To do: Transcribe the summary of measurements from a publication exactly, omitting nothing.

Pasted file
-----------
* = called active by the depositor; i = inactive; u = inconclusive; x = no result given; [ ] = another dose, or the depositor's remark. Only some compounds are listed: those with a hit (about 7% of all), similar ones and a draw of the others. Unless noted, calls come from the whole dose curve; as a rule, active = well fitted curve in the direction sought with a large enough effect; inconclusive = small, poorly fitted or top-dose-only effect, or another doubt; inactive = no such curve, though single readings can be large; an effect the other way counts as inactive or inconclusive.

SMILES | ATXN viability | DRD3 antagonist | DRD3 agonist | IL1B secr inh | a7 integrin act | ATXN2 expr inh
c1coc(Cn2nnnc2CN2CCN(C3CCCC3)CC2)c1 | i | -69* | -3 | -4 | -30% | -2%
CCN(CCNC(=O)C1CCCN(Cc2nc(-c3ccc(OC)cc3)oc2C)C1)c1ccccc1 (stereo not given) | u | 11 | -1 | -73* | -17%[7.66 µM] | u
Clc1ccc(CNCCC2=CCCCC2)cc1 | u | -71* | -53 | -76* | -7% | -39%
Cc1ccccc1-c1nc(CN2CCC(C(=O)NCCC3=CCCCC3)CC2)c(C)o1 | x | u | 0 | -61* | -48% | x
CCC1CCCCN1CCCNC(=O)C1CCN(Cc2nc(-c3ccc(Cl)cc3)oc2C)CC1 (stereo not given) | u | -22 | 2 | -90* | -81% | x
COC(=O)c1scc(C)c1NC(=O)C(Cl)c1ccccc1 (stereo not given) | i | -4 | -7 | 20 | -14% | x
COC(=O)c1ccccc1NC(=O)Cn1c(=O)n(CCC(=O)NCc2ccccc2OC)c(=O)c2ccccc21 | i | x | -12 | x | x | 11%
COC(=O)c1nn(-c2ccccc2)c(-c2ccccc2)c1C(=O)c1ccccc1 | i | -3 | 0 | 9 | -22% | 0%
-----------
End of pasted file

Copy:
* = called active by the depositor; i = inactive; u = inconclusive; x = no result given; [ ] = another dose, or the depositor's remark. Only some compounds are listed: those with a hit (about 7% of all), similar ones and a draw of the others. Unless noted, calls come from the whole dose curve; as a rule, active = well fitted curve in the direction sought with a large enough effect; inconclusive = small, poorly fitted or top-dose-only effect, or another doubt; inactive = no such curve, though single readings can be large; an effect the other way counts as inactive or inconclusive.

SMILES | ATXN viability | DRD3 antagonist | DRD3 agonist | IL1B secr inh | a7 integrin act | ATXN2 expr inh
c1coc(Cn2nnnc2CN2CCN(C3CCCC3)CC2)c1 | i | -69* | -3 | -4 | -30% | -2%
CCN(CCNC(=O)C1CCCN(Cc2nc(-c3ccc(OC)cc3)oc2C)C1)c1ccccc1 (stereo not given) | u | 11 | -1 | -73* | -17%[7.66 µM] | u
Clc1ccc(CNCCC2=CCCCC2)cc1 | u | -71* | -53 | -76* | -7% | -39%
Cc1ccccc1-c1nc(CN2CCC(C(=O)NCCC3=CCCCC3)CC2)c(C)o1 | x | u | 0 | -61* | -48% | x
CCC1CCCCN1CCCNC(=O)C1CCN(Cc2nc(-c3ccc(Cl)cc3)oc2C)CC1 (stereo not given) | u | -22 | 2 | -90* | -81% | x
COC(=O)c1scc(C)c1NC(=O)C(Cl)c1ccccc1 (stereo not given) | i | -4 | -7 | 20 | -14% | x
COC(=O)c1ccccc1NC(=O)Cn1c(=O)n(CCC(=O)NCc2ccccc2OC)c(=O)c2ccccc21 | i | x | -12 | x | x | 11%
COC(=O)c1nn(-c2ccccc2)c(-c2ccccc2)c1C(=O)c1ccccc1 | i | -3 | 0 | 9 | -22% | 0%